Leading kids through the woods requires more than a map and compass. You also need enthusiasm and creativity to keep things fun for young hikers, whether they’re preschoolers who tire easily or older children who claim they’re bored.
Try these strategies to keep kids interested when out on the trail.
Walk This Way: Make walking itself a game by walking like different animals or characters. “We did the monster walk for a while,” says Chandreyee Lahiri, a GIS specialist for the Massachusetts Department of Conservation and Recreation who recently led her 7-year-old son and some friends on a 7-mile walk against hunger. “Then one parent said, ‘Now we’re all walking like zombies.’” Try scuttling like a crab, lumbering like an elephant, or pounding your chest like a gorilla. You can invite each child to act out a different animal, which others can guess, charades-style, or have a group of kids form one large animal together.
Geology in Motion: To set up this game, first teach the kids that a convergent fault is when two tectonic plates collide and can create large mountain ranges like the Himalayas, and that divergent faults are when two tectonic plates move apart and can create volcanic islands. Then, every time you call out “convergent fault,” the kids have to run together in groups of two. When you call out “divergent fault,” they must run apart. “It gets them moving,” says Leah Titcomb, Coos County (New Hampshire) education coordinator for the Appalachian Mountain Club (AMC). “It helps them learn while breaking up the hike.” Another example? When she teaches kids about water cycles, she calls “runoff” and the kids have to run to the lowest point they can see within a 10-foot radius.
Camouflage: For this version of hide-and-seek, designate an area in the woods for some of the kids to camouflage themselves, then let the others find them. “This helps children think about how animals try to fit into the landscape,” says Nancy Ritger, a longtime naturalist as well as huts and Cardigan program manager for AMC. “They can crouch down low, hide behind a tree, or lie down in leaves.”
Deer Ears: You can draw kids’ attention to their five senses, and the importance of using them in the wild, through this game. Start by asking kids to listen with their “deer ears,” recommends Susan Brown, the youth and family outdoor community coordinator for AMC: Cup your hands around your ears to listen to what’s in front of you, or cup them backward to hear what’s behind you better, imitating the way deer shift their ears to hear. Notice all the sounds that are usually covered by hikers’ chatter. Then look with “owl eyes,” forming binoculars with your hands to imitate owls’ fixed, forward-facing eyes, and turning all around. Using your “snake tongue,” try tasting the air, seeing which way the wind is blowing, and sensing the temperature. Tiptoe on your “fox feet” to approach and observe birds and other animals along the trail. And use your “dog nose” to smell bark and leaves. Brown encourages kids to wet their nostrils with a bit of water from their water bottles, to make them moist like dog noses. She claims it improves your sense of smell, but it’s also just fun.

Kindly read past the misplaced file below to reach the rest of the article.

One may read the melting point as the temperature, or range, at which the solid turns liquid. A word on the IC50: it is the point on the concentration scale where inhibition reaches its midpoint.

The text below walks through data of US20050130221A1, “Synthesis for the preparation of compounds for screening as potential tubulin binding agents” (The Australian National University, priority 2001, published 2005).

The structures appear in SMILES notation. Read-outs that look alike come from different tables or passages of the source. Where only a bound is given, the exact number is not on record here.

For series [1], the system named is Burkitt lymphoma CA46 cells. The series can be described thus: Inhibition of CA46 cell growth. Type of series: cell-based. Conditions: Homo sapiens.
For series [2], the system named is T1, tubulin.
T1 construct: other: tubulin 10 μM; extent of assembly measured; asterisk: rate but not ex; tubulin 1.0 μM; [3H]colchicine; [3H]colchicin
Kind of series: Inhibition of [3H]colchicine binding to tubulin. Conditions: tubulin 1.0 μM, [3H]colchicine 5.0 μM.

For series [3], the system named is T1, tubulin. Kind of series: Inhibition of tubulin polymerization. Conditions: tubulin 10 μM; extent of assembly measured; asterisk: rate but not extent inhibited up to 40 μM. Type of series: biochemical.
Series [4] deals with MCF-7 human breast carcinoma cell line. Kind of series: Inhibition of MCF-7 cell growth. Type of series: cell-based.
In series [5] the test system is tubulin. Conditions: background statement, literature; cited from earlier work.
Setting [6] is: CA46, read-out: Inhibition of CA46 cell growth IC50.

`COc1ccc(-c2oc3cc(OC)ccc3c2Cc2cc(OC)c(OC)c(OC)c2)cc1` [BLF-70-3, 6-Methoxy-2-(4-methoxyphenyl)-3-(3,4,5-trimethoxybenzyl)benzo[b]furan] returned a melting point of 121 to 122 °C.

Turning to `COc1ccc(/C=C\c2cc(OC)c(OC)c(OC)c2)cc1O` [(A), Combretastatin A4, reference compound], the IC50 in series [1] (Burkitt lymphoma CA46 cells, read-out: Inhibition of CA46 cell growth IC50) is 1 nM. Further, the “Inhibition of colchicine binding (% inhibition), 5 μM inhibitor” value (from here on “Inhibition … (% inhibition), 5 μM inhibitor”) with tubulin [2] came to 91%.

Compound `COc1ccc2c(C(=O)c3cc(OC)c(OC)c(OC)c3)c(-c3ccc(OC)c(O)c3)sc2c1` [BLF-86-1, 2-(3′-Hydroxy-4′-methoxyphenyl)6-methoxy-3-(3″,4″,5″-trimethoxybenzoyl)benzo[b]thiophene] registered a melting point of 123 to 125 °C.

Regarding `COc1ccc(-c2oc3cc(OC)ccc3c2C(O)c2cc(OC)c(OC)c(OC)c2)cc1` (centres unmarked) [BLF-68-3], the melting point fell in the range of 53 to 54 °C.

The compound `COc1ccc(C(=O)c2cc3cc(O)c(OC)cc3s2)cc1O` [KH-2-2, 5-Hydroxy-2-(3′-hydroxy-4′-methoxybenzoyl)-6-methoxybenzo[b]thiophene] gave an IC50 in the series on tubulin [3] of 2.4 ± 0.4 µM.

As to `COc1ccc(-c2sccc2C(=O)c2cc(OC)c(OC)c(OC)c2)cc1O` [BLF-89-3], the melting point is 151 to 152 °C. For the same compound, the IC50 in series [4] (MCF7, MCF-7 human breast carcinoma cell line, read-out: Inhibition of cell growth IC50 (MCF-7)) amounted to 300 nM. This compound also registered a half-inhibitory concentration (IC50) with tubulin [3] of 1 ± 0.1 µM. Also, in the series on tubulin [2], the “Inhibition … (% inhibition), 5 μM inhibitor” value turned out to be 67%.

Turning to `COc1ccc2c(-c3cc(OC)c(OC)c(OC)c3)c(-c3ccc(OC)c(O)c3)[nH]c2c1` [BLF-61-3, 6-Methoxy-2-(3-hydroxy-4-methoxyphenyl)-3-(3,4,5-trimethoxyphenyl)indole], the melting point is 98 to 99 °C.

Meet a Tree: For this game, form pairs (either two children or a child and an adult, depending on the ages in your group) and blindfold one person in each pair. The partner who can see leads the blindfolded person to a tree (within a designated area) and helps him or her get to know that tree. “They can feel around it, smell it, try to learn as much as possible about the tree and its environment,” Brown says. Then the partner leads the blindfolded person back to the trail by a slightly meandering route. Take the blindfolds off and let each person try to find “their” tree.
Camera: Ritger recommends this game, in which you form pairs, and designate one person in each pair the camera, and the other person the photographer. Have the “cameras” close their eyes (or use blindfolds), while the photographers set each up by walking with them, turning them, or asking them to crouch to face a particular view. When the photographer taps the camera on the head, the camera opens his or her eyes for three seconds to take in the view, then closes them and is brought to another location. At the end of a set time, everyone gathers and talk about the “photos” they took. What did the photographers notice and why? Did the cameras observe more keenly when they were given just three seconds to look?
Silent Cooperation: Ritger recommends having each member of your group carry one part of lunch. For example, one child can carry bread, another peanut butter, another jelly, and a fourth the knife. When you stop for lunch, challenge the team by announcing that they are responsible for making the group’s sandwiches—without talking. This activity makes nonverbal communication urgent and the payoff is sweet.
Trash Collectors: Bring a bag and ask children to pick up trash while on a local walk. “It gives them something to spot—something to keep their heads and hands busy,” Lahiri says. “Plus it makes the path better for those who follow you.”